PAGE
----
Following on from last years successful ’24 Mobile Photographers Til Christmas’ series and to celebrate the forthcoming festive season and another year in the timeline of Mobiography I have decided to repeat the series and showcase the work, thoughts and insights of 24 talented mobile photographers. Each featured photographer has inspired and supported me in one way or another during the course of the past 2 years and I will be asking them to offer an insight into their photography, to reflect on their year gone by or plans for the coming year ahead.
Each day until Christmas Eve we will be featuring one photographer in a sort of online advent calendar so to speak.
Today’s featured photographer is Brendan Ó Sé
The Photo I am Most Proud of is…
If you go on to the iTunes store to search for apps for photography, you will find thousands. Through the years I have downloaded many apps for mobile photography, but rarely used any of them. For me, photography is about composition; all about what you can create and construct within a frame. Rarely, when setting up a shot do I think of how I will run and rinse the image through apps.
As I move along on this photographic journey, I find I am moving away from using apps. I tend to keep things simple now and seldom use anything but Snapseed. Usually only to convert to black and white and do a little work on highlights and contrasts. Ya, there are still some images that I might run through the grunge filter and that can be fun.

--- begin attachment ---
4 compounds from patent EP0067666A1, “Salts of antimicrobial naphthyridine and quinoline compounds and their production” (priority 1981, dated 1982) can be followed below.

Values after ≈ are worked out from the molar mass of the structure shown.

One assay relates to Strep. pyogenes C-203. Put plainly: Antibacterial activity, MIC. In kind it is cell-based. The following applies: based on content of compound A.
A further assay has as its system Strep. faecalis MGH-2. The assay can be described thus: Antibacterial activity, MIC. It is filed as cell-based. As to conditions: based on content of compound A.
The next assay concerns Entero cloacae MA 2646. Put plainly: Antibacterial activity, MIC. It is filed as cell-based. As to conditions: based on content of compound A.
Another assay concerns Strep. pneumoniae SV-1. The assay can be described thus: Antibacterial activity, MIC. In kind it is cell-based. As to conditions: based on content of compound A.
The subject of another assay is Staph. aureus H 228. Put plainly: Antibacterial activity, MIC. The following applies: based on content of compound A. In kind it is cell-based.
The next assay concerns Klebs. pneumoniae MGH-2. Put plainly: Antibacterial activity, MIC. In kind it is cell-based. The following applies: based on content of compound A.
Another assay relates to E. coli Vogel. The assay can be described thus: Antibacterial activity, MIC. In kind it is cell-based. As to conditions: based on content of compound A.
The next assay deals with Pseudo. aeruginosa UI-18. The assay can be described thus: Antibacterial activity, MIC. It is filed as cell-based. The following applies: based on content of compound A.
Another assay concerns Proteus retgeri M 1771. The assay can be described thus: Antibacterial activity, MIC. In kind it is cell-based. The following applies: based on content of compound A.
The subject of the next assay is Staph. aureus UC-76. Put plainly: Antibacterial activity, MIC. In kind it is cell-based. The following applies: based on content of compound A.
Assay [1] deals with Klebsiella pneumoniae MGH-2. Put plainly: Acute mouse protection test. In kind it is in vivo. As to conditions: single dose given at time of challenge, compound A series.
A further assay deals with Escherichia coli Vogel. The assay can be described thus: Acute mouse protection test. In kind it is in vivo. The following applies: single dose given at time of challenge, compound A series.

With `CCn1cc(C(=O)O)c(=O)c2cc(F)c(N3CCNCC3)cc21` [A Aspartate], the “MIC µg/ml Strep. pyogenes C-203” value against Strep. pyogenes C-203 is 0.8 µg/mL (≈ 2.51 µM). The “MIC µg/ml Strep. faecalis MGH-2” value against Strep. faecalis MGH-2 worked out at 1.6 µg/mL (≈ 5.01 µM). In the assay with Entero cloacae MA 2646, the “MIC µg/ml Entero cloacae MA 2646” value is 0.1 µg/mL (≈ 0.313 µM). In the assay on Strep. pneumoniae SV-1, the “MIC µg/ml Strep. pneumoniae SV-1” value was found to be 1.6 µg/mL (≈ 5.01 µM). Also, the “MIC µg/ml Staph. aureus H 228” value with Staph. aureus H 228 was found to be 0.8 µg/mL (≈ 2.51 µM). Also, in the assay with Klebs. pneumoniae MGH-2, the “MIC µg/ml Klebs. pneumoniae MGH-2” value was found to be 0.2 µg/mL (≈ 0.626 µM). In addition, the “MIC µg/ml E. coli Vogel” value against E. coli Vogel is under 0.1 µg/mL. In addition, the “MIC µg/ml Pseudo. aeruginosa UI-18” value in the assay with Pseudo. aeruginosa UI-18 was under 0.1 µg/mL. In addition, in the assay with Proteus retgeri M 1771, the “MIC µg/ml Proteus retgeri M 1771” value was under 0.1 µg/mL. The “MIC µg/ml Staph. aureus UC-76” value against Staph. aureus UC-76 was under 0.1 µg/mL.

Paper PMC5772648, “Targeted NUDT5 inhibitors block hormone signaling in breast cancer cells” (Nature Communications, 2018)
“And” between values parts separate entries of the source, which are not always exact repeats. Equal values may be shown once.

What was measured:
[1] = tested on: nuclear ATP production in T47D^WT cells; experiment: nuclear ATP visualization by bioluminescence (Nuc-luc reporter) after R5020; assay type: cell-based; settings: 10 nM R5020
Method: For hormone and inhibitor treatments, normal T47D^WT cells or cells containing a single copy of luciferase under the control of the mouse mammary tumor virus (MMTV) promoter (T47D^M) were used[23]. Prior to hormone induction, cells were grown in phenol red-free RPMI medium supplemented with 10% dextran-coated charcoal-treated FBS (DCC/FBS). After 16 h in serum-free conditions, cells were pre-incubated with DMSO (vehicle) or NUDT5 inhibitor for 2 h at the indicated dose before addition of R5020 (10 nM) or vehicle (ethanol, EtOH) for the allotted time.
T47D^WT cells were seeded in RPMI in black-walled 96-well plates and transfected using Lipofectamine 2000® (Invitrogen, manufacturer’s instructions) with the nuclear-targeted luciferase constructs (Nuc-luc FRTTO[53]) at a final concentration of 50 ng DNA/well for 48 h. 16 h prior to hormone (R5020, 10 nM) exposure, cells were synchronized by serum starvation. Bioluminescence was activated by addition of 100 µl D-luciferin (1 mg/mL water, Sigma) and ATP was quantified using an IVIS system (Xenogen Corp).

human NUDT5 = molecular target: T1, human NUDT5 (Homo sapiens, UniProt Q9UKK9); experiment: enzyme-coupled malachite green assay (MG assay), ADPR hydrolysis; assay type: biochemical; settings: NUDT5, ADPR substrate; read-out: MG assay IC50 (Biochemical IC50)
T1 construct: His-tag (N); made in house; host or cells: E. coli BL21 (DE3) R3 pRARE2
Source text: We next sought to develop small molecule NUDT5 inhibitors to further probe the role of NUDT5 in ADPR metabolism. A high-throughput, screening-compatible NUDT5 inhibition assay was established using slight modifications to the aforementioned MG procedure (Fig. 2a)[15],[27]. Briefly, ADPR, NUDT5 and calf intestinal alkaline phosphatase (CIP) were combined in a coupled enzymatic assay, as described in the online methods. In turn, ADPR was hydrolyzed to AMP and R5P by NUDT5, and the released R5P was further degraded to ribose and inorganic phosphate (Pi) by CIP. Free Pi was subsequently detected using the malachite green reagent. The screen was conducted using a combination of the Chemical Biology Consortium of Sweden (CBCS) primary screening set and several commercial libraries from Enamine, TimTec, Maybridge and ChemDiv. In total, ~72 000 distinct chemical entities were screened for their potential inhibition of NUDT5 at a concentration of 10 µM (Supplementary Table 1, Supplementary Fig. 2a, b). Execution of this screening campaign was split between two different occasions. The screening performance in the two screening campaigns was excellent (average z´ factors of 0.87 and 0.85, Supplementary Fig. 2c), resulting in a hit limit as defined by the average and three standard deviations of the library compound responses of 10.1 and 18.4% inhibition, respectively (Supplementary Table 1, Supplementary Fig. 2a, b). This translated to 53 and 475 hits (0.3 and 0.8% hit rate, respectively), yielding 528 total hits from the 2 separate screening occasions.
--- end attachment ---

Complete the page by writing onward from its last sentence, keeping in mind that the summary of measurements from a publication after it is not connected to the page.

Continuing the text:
I have been lucky this year, in that I have gotten to travel to many places: London, Hong Kong, Seoul, Taipei, Tokyo, Copenhagen and Berlin. While most of this is for work, I do get the chance to get out and do some photography. To choose a single image from the hundreds I have taken with my iPhone in these places is not an easy task. There are the ones of family that are precious to me, but I tend not to share those on public platforms.
The image I have chosen is probably the simplest in form that I made this year. Four feet and four shoes, but three people, cropped just below the knee. One black shoe of a man extending towards a white high-heel of a woman, while on the other side another black shoe stays hesitant.
All the while, I sat opposite, about two feet across from them. The woman made eye contact with me as I took the iPhone out. I held it on my lap, lowered it to the level of my knees and composed the shot and got it. Looking up, I saw she was still looking at me. I nodded. She lowered her head and pulled her feet in towards her seat. The others’ feet shuffled. At the next stop, she disembarked.
This was Tokyo in late April of this year. I have had a good year photographically, getting many images I like, but this one has a simplicity I love. With all the apps available for mobile photography none can compensate for composition and none can create a story.
I would like to thank Andy for inviting me to participate in this feature and for the interviews he did with me this year. Mobiography is a wonderful document of the evolution of mobile photography. I think it will become something that photographers in years to come will look back at with great interest. I am very proud to be part of it.
Nollaig Shona Daiobh Go Léir! Happy Christmas to all!